vegan is back, with thousands of people around the world going animal-free for the month of January. The movement, which encourages people to adopt a vegan lifestyle, started in 2014 and has grown rapidly since, with 629,000 people of 228 participating countries in 2022.
When it comes to internet searches, figures for 2020 show that the UK has the most Google searches for veganism in the world. In 2019 there were 600,000 vegans in the UK. And, according to the Vegan Society, that number is expected to continue to rise with vegans and vegetarians. predicted represent a quarter of the UK population by 2025.
Of course, veganism and vegetarianism emerged long before westernized veganism became popular. Vegetarianism was practiced as early as the 5th century BC in India, and it is strongly linked to a number of religious traditions around the world, such as Hinduism, Jainism, Buddhism and Sikhism. And tofu, a well-known meat alternative, originated in China over 2,000 years ago.
With regard to vegetarianism and veganism, the basic principles are similar, both involve eating plant-based foods for environmental, ethical, health or religious reasons. But while vegetarians mainly exclude meat, vegans follow a much more restrictive diet excluding all products of animal origin as well as foods of animal origin such as milk, eggs and honey.
Benefits of veganism
There are several benefits attributed to a vegan diet as long as it is done correctly. It can help people losing weight and as with a vegetarian diet, was associated with a reduced risk of heart disease and certain cancerssuch as colon and breast cancer.
Vegan diets can also be high in iron, although the plant form of iron is not as “bioavailable” as meat iron, which means the body does not absorb it as efficiently as iron found in meat. products of animal origin. However, this intake can be boosted by combining vegetable iron with foods rich in vitamin C – like oranges, tomatoes and peppers – because vitamin C helps the body absorb iron better.
And the disadvantages
On the other hand, going vegan does not automatically guarantee good health. You could, for example, eat French fries with every meal and even if you are considered vegan, you would not necessarily be doing your body a favor. Along with the growth of veganism, came a increase in vegan ready meals – and these have added salt, sugar and fat to enhance their taste. Processed foods typically include trans fats and emulsifiers which can harm beneficial gut bacteria.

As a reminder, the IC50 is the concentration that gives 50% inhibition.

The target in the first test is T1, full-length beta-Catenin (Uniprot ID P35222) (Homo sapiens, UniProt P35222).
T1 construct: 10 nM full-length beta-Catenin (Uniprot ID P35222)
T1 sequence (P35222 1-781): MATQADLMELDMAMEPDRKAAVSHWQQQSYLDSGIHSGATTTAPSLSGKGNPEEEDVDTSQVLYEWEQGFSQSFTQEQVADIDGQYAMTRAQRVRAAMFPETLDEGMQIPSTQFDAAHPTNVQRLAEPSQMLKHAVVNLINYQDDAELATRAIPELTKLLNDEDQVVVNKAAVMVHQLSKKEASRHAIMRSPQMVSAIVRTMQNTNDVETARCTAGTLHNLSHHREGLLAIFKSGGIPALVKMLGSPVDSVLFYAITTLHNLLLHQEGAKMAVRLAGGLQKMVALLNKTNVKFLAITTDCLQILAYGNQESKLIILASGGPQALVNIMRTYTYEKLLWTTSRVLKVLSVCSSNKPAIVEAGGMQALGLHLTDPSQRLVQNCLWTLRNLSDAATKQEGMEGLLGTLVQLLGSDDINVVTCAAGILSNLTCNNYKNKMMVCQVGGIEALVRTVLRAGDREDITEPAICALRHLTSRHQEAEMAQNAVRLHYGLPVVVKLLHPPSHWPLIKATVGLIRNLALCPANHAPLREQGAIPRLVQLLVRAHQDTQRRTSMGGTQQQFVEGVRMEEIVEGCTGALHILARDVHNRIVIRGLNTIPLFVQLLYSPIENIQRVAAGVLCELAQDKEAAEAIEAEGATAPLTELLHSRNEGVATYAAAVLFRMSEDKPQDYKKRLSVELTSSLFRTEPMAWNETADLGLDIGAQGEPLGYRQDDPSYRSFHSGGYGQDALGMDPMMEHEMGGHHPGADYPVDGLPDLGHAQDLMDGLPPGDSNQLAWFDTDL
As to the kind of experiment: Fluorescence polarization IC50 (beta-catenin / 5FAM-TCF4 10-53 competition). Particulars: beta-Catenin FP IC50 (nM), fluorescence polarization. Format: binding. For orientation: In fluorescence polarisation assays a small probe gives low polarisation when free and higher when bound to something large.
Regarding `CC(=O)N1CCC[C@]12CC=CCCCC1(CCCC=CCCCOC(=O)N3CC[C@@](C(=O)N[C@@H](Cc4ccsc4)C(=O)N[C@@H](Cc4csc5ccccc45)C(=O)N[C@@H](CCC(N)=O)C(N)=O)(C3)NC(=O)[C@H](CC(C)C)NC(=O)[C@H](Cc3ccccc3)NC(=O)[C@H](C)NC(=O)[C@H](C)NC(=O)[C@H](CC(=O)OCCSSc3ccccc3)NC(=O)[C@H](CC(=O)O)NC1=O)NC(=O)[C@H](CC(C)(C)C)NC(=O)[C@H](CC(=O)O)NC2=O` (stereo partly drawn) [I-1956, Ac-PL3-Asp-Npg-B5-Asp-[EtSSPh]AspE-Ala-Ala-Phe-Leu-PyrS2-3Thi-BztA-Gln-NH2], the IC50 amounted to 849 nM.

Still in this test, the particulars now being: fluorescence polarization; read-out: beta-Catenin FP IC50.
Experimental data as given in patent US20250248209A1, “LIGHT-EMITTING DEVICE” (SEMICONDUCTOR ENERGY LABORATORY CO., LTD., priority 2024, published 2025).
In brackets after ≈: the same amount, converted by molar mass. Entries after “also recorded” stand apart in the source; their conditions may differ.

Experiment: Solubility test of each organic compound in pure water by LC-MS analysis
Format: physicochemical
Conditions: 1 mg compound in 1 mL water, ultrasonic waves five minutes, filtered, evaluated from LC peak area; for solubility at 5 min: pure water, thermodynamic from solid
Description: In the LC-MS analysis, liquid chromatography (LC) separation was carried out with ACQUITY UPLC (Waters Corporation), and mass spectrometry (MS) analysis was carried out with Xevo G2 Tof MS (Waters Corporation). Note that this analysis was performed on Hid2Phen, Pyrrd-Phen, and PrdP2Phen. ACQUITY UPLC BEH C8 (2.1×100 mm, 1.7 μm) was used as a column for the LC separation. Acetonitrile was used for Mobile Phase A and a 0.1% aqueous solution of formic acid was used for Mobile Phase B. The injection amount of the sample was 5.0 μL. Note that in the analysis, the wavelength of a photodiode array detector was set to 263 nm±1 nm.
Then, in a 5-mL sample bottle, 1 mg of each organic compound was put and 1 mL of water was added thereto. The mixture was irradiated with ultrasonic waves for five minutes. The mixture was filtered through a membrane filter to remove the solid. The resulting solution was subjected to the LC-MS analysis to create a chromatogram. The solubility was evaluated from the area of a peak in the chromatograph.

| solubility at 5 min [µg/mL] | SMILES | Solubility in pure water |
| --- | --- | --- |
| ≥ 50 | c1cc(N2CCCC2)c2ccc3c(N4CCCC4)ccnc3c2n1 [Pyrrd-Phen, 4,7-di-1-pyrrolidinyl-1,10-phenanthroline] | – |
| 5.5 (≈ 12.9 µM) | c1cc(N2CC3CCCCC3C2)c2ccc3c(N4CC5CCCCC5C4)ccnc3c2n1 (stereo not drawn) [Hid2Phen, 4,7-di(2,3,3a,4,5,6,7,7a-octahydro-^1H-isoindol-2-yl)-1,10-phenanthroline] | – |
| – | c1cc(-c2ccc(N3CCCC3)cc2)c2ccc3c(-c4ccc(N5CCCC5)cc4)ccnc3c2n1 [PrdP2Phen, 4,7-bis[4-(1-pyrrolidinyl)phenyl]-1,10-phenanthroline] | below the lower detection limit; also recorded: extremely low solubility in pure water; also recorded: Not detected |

Poorly planned vegan diets may not provide enough niacin, riboflavin (vitamin B2), vitamin D, calcium, iodine, selenium, or zinc, all of which are important for maintain good health. Vegans may be at higher risk of becoming anemic due to lack of vitamin B12 and omega-3, which can lead to fatigue and an inability to concentrate, especially in young people. There is also an association between veganism and low bone densitywhich can lead to an increased risk of fractures.
If you wanted to change what you eat but don’t want to go vegan, the mediterranean diet is ranked among the healthiest in the world. Consider lots of vegetables, fruits, beans, lentils, nuts, olive oil, wholemeal bread, brown rice, and fish. This diet does not eliminate meat, but limit consumption.
There are growing evidence that following a Mediterranean diet is associated with general good health and may help protect against cardiovascular disease, diabetes, high blood pressure and obesity. There is also evidence that it has a role in reducing the risk of certain cancers. And it was linked to less risk cognitive decline and depression.
What suits you
So Veganuary or not? While eating less meat, especially processed meat, is good for health, going vegan isn’t the only way to do it. As a nutritionist, I think that instead of focusing on a single way of eating, it is better to focus on a healthy and varied diet.
Indeed, everyone must understand what they eat to ensure a balanced intake, with the right amounts of proteins, carbohydrates, lipids, vitamins and minerals. This is all the more the case given that the health concerns are on the rise around the globe.
Ultimately, veganism is a way of life rather than just a diet, so switching to a vegan diet requires long-term commitment and planning. It should be carefully considered and done in an educated way to ensure that you are getting all the nutrients needed to sustain a healthy life.